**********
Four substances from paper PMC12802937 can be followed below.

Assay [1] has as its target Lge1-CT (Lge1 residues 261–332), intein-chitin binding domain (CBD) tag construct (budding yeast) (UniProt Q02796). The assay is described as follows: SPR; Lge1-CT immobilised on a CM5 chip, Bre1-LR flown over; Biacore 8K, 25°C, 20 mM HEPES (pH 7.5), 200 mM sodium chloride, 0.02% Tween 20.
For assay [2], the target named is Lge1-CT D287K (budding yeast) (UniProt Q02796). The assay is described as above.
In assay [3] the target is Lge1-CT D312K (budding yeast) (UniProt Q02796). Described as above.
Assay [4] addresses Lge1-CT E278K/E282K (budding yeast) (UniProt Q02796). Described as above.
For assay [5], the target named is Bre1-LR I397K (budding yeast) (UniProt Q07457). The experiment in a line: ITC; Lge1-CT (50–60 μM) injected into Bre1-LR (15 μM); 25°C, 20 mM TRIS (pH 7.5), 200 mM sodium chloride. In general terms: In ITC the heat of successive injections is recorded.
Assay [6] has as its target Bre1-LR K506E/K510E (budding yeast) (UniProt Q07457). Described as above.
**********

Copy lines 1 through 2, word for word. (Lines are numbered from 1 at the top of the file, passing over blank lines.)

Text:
Four substances from paper PMC12802937 can be followed below.

Assay [1] has as its target Lge1-CT (Lge1 residues 261–332), intein-chitin binding domain (CBD) tag construct (budding yeast) (UniProt Q02796). The assay is described as follows: SPR; Lge1-CT immobilised on a CM5 chip, Bre1-LR flown over; Biacore 8K, 25°C, 20 mM HEPES (pH 7.5), 200 mM sodium chloride, 0.02% Tween 20.